Ironically, Trump’s evident hatred for Europe and calls by his neocon Praetorian Guard for the US to dominate the entire globe have made Europe turn away from its old subservience to Washington and talk about real independence. But building true Euro-armed forces will be frightfully expensive and politically fraught.
Moscow hopes to work together with its regional partners and Afghanistan’s friends as well as the broader international community, especially the US, to help launch a constructive intra-Afghan dialogue. The American decision to nominate an “observer” to the Moscow conference was an encouraging step.
The real situation in the world today shows that there are too many doctrinal and military-technical obstacles preventing the complete and irreversible elimination of all nuclear weapons. There has also been no noticeable increase in the level of trust between nuclear-armed states, which all have different views on nuclear arms control and the doctrinal basis for their actual use.
Having announced the country’s unilateral withdrawal from the INF Treaty, Donald Trump’s administration is planning to enmesh both Europe and Asia in the new intermediate-range and shorter-range nuclear missiles that Washington decided to create a long time ago. Many countries around the world understand this perfectly.
Russia’s plan to construct a robot-built moon base is more sensible of an investment than it might initially seem to those who hadn’t thought it through, though the country first has to prove that it has the technology to pull off this feat before it becomes something that the rest of the world can take seriously.
The US mid-term elections have been interpreted by the major medias in terms of the partisan divide between Republicans and Democrats. However, continuing his in-depth analysis of the social fabric, Thierry Meyssan sees a clear retreat of the Puritans faced with the Lutherans and the Catholics. Donald Trump’s political realignment, just as that of Richard Nixon before him, is close to succeeding.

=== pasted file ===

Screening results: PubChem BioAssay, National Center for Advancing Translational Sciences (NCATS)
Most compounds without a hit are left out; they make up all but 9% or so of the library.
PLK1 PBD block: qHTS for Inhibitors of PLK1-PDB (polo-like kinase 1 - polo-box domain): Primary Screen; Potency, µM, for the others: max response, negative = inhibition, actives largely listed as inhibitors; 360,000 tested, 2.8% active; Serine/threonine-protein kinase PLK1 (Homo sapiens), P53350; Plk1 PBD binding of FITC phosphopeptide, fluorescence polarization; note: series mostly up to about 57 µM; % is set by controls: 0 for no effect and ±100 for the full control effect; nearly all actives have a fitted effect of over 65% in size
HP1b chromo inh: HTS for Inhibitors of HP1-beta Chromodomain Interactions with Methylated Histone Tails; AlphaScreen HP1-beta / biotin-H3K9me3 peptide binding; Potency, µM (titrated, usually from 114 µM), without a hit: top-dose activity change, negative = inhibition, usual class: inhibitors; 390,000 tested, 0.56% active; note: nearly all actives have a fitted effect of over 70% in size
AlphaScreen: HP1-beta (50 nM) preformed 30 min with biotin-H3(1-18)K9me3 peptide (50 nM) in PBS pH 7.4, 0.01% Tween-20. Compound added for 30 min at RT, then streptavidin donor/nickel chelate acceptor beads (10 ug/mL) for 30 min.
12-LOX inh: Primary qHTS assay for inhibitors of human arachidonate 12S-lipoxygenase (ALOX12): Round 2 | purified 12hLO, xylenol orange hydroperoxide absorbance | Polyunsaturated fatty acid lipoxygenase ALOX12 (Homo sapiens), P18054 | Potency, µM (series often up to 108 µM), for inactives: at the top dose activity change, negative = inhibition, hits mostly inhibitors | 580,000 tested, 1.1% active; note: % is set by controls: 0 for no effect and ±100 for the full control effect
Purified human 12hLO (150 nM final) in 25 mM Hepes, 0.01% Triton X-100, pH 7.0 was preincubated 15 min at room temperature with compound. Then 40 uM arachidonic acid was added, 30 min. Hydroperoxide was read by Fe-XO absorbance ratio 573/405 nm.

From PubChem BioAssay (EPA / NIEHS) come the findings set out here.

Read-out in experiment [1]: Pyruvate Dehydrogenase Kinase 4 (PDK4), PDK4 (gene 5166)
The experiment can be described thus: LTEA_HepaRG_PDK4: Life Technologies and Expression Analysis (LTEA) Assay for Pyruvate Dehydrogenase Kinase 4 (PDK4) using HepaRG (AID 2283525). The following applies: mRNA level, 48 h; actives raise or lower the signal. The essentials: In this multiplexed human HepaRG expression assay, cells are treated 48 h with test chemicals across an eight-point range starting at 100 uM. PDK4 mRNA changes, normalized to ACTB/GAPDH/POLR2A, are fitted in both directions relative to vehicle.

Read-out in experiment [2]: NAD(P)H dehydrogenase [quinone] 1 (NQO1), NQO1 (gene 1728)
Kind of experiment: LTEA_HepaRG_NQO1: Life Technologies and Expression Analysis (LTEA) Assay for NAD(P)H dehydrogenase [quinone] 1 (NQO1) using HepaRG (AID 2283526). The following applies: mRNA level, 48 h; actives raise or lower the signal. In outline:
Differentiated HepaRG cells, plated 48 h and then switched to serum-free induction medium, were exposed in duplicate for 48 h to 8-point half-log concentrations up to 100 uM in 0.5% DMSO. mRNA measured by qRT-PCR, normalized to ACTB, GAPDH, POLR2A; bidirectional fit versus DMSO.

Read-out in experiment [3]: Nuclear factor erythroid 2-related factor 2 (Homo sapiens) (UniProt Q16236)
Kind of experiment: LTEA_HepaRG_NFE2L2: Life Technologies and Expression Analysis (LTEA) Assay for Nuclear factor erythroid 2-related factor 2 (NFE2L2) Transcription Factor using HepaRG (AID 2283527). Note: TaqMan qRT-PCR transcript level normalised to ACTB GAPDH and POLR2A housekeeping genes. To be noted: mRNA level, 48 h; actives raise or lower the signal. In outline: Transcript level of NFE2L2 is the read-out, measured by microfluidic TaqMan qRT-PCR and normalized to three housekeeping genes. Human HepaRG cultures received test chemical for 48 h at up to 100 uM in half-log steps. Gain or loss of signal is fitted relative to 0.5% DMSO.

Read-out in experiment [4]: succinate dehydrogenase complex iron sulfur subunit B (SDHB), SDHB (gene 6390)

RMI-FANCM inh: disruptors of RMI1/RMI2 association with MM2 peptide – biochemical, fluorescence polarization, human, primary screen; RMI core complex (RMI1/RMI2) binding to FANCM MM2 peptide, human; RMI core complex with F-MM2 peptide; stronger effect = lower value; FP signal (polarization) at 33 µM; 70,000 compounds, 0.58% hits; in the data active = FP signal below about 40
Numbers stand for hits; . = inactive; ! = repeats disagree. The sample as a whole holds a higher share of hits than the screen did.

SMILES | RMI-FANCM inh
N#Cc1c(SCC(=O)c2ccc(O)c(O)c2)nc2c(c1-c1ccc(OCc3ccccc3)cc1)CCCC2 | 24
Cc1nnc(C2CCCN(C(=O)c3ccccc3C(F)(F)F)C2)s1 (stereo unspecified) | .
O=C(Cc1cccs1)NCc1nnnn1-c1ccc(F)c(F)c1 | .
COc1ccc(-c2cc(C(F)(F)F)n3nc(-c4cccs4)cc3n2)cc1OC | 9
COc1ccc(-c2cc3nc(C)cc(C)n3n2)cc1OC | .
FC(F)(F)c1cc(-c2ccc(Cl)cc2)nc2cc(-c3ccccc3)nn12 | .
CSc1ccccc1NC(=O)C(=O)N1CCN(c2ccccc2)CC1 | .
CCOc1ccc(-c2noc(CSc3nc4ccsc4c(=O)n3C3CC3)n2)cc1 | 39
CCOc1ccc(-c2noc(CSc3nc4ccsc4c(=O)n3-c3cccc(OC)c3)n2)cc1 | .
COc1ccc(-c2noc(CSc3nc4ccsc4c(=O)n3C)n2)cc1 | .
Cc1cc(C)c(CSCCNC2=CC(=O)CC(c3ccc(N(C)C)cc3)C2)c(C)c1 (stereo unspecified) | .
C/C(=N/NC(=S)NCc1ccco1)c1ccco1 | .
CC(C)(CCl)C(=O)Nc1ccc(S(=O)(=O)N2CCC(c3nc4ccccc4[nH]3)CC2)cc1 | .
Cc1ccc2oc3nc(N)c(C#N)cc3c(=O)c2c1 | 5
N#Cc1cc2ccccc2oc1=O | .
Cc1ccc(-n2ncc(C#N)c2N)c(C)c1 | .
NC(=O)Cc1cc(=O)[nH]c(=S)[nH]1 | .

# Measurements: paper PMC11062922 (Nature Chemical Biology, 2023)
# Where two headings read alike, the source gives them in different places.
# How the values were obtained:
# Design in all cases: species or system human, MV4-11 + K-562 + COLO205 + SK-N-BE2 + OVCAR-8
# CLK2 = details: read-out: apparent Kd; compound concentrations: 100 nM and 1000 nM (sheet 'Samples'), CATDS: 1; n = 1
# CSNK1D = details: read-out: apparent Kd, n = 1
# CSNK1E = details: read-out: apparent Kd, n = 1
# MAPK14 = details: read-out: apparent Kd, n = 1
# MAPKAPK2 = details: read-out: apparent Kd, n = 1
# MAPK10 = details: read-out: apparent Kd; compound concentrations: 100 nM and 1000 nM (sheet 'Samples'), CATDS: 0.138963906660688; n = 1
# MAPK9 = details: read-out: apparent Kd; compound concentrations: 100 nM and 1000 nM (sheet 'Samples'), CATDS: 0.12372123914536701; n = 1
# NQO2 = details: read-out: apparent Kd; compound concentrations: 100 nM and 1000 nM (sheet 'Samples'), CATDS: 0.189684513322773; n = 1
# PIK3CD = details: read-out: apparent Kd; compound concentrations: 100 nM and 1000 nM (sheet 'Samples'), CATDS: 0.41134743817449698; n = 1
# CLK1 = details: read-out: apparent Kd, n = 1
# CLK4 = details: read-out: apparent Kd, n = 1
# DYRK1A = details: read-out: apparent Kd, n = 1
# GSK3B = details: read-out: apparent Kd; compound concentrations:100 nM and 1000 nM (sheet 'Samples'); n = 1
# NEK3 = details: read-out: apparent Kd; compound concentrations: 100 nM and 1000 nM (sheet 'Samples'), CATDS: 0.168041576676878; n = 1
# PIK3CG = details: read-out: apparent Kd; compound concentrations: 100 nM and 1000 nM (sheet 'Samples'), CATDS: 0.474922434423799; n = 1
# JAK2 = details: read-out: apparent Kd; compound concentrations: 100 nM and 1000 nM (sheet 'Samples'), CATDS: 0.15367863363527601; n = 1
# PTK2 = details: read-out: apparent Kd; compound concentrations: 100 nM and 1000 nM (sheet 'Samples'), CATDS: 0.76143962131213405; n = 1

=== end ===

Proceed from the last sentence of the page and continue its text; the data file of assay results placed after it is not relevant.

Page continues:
The larger pattern that’s becoming apparent is that the UK is seeking to reestablish itself as an important economic and military power in the Indian Ocean Region, albeit on a much lesser scale than what it used to be but nevertheless still playing a part in this increasingly competitive area through which most of the world’s trade traverses.
Amid all the usual patriotic cant from politicians, imperialists and churchmen about the glories of this slaughter, remember that World War I was a contrived conflict that was totally avoidable. Contrary to the war propaganda that still clouds and corrupts our historical view, World War I was not started by Imperial Germany.
Turkey is beginning to feel like its notional American “ally” is “containing” it despite the incipient rapprochement that the two Great Powers are presently involved in, and it thinks that blustering against what it suspects are the US-backed plans of its Greek and Cypriot neighbors will scare them off and succeed in calling the US’ bluff.
It’s unclear at this moment whether that ancillary strategy will succeed with either of them, but it nevertheless can’t be discounted that it was part of the US’ motivation in granting them waivers. By temporarily withholding the full brunt of its sanctions, the US is giving Iran a few more months to consider whether its independent foreign policy is really worth the impending costs.
Unfortunately, Heiko Maas’ plan to strengthen arms control is poorly thought out and does not take adequate account of the true state of affairs in this area. His proposal puts the diametrically opposed military and political policies of the United States and Russia on an equal footing internationally and is also unbalanced with regard to China.
Although several peace projects are currently circulating in the chanceries, they are not adequate for this sort of war. Those who begin with an amputated analysis of the conflict, yet still believe they are doing the right thing, will not only fail to resolve the problem, but will pave the way for a new war. It is imperative to treat the ideological question as a priority.